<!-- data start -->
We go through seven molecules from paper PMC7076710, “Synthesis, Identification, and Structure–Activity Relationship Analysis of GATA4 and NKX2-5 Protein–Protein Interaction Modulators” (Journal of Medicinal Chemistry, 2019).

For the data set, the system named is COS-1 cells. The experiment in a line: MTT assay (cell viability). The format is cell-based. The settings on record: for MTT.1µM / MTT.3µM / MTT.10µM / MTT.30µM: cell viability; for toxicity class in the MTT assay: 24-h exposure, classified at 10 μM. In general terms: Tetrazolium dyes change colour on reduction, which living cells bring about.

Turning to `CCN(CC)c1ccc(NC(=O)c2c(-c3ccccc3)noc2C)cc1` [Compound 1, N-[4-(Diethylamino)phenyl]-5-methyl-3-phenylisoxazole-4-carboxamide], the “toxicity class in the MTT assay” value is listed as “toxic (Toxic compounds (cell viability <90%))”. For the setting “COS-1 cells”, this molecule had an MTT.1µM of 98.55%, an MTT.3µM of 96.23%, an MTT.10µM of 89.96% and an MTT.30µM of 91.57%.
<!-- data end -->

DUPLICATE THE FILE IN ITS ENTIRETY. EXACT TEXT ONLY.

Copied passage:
We go through seven molecules from paper PMC7076710, “Synthesis, Identification, and Structure–Activity Relationship Analysis of GATA4 and NKX2-5 Protein–Protein Interaction Modulators” (Journal of Medicinal Chemistry, 2019).

For the data set, the system named is COS-1 cells. The experiment in a line: MTT assay (cell viability). The format is cell-based. The settings on record: for MTT.1µM / MTT.3µM / MTT.10µM / MTT.30µM: cell viability; for toxicity class in the MTT assay: 24-h exposure, classified at 10 μM. In general terms: Tetrazolium dyes change colour on reduction, which living cells bring about.

Turning to `CCN(CC)c1ccc(NC(=O)c2c(-c3ccccc3)noc2C)cc1` [Compound 1, N-[4-(Diethylamino)phenyl]-5-methyl-3-phenylisoxazole-4-carboxamide], the “toxicity class in the MTT assay” value is listed as “toxic (Toxic compounds (cell viability <90%))”. For the setting “COS-1 cells”, this molecule had an MTT.1µM of 98.55%, an MTT.3µM of 96.23%, an MTT.10µM of 89.96% and an MTT.30µM of 91.57%.